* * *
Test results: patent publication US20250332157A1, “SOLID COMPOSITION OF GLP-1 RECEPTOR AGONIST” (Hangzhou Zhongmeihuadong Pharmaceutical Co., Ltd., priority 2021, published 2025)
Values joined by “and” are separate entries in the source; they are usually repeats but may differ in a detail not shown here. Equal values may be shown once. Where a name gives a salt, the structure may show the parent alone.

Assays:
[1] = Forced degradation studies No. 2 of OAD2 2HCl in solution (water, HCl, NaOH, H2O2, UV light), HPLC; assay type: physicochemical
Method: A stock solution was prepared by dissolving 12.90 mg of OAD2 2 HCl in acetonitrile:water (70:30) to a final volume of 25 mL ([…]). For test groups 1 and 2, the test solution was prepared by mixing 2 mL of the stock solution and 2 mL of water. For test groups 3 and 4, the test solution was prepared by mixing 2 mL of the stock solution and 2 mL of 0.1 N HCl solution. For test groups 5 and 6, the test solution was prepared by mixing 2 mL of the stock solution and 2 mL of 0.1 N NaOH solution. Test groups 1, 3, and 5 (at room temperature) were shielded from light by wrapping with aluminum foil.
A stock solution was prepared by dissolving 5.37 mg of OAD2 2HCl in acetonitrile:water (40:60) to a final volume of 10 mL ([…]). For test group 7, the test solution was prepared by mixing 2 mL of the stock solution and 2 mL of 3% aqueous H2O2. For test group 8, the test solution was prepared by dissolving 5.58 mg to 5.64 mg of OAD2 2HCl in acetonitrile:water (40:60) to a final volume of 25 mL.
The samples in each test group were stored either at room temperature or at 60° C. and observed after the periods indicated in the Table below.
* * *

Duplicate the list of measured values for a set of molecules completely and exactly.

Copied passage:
Test results: patent publication US20250332157A1, “SOLID COMPOSITION OF GLP-1 RECEPTOR AGONIST” (Hangzhou Zhongmeihuadong Pharmaceutical Co., Ltd., priority 2021, published 2025)
Values joined by “and” are separate entries in the source; they are usually repeats but may differ in a detail not shown here. Equal values may be shown once. Where a name gives a salt, the structure may show the parent alone.

Assays:
[1] = Forced degradation studies No. 2 of OAD2 2HCl in solution (water, HCl, NaOH, H2O2, UV light), HPLC; assay type: physicochemical
Method: A stock solution was prepared by dissolving 12.90 mg of OAD2 2 HCl in acetonitrile:water (70:30) to a final volume of 25 mL ([…]). For test groups 1 and 2, the test solution was prepared by mixing 2 mL of the stock solution and 2 mL of water. For test groups 3 and 4, the test solution was prepared by mixing 2 mL of the stock solution and 2 mL of 0.1 N HCl solution. For test groups 5 and 6, the test solution was prepared by mixing 2 mL of the stock solution and 2 mL of 0.1 N NaOH solution. Test groups 1, 3, and 5 (at room temperature) were shielded from light by wrapping with aluminum foil.
A stock solution was prepared by dissolving 5.37 mg of OAD2 2HCl in acetonitrile:water (40:60) to a final volume of 10 mL ([…]). For test group 7, the test solution was prepared by mixing 2 mL of the stock solution and 2 mL of 3% aqueous H2O2. For test group 8, the test solution was prepared by dissolving 5.58 mg to 5.64 mg of OAD2 2HCl in acetonitrile:water (40:60) to a final volume of 25 mL.
The samples in each test group were stored either at room temperature or at 60° C. and observed after the periods indicated in the Table below.